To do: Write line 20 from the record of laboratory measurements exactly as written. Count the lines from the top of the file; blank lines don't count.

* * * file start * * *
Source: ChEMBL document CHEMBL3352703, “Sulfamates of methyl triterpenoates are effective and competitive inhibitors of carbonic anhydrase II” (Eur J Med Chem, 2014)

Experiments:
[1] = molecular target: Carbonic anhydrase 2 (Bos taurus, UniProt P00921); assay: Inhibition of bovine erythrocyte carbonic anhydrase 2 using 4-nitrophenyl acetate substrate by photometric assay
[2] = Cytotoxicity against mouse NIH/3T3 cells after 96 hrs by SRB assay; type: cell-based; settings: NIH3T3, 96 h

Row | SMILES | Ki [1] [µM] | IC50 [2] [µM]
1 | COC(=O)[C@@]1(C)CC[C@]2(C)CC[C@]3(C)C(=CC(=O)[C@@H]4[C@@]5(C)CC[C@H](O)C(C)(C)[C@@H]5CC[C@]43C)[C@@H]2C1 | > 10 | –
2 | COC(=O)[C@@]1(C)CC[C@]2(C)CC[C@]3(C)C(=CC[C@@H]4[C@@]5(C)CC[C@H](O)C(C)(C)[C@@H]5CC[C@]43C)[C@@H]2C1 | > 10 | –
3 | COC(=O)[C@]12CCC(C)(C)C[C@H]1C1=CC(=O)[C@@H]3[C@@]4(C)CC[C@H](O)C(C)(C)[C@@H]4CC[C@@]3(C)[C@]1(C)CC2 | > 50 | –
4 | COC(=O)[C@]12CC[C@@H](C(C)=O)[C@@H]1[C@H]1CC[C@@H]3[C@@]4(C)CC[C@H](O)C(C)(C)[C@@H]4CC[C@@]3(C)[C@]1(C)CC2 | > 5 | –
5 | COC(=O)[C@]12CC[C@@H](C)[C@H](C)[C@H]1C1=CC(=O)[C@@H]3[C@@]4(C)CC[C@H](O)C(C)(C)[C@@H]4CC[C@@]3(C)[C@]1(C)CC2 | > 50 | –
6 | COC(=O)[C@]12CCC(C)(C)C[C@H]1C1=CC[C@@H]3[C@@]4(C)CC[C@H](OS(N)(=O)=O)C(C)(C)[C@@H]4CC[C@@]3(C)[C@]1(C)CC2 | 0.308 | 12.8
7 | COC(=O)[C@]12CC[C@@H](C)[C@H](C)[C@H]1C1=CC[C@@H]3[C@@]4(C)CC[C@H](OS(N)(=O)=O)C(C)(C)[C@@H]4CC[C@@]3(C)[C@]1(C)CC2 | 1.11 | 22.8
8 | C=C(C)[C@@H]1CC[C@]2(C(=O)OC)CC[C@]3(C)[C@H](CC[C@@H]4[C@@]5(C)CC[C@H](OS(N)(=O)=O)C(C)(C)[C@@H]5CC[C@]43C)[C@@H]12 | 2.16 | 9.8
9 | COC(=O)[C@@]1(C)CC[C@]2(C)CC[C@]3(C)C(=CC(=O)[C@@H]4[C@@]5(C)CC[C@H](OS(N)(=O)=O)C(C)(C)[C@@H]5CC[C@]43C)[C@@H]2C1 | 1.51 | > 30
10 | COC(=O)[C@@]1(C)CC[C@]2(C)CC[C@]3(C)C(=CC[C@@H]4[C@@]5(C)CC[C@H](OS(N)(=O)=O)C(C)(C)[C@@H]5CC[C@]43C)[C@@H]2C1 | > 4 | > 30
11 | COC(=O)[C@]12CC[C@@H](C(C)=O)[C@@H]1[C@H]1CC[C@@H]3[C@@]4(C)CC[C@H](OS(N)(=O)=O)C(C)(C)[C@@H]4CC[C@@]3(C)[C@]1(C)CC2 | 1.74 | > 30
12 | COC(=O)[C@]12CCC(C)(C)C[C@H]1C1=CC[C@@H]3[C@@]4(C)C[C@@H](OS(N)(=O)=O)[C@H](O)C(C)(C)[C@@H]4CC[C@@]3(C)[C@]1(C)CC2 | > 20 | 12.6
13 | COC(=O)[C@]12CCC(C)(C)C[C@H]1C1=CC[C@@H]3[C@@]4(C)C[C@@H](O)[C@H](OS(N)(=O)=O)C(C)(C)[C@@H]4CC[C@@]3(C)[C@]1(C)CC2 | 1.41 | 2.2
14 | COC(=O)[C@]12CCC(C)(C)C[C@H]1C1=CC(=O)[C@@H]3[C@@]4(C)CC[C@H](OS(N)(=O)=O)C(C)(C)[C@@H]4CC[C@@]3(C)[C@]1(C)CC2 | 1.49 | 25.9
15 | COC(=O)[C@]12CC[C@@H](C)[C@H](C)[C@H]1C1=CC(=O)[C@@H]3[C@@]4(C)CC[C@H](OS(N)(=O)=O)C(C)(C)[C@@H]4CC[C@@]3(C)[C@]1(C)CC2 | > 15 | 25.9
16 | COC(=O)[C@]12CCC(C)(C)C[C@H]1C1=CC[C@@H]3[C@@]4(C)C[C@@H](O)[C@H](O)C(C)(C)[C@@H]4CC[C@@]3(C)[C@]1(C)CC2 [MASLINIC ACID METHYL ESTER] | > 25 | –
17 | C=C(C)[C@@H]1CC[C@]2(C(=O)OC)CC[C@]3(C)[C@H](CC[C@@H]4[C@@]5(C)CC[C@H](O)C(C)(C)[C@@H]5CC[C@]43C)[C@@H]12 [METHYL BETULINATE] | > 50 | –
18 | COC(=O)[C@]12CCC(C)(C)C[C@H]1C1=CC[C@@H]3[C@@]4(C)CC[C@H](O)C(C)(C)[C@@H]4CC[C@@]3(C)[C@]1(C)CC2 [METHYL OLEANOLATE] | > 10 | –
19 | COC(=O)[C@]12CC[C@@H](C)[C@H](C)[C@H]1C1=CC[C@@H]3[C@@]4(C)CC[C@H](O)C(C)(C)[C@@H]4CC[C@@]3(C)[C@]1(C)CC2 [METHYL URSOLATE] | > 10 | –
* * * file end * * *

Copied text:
15 | COC(=O)[C@]12CC[C@@H](C)[C@H](C)[C@H]1C1=CC(=O)[C@@H]3[C@@]4(C)CC[C@H](OS(N)(=O)=O)C(C)(C)[C@@H]4CC[C@@]3(C)[C@]1(C)CC2 | > 15 | 25.9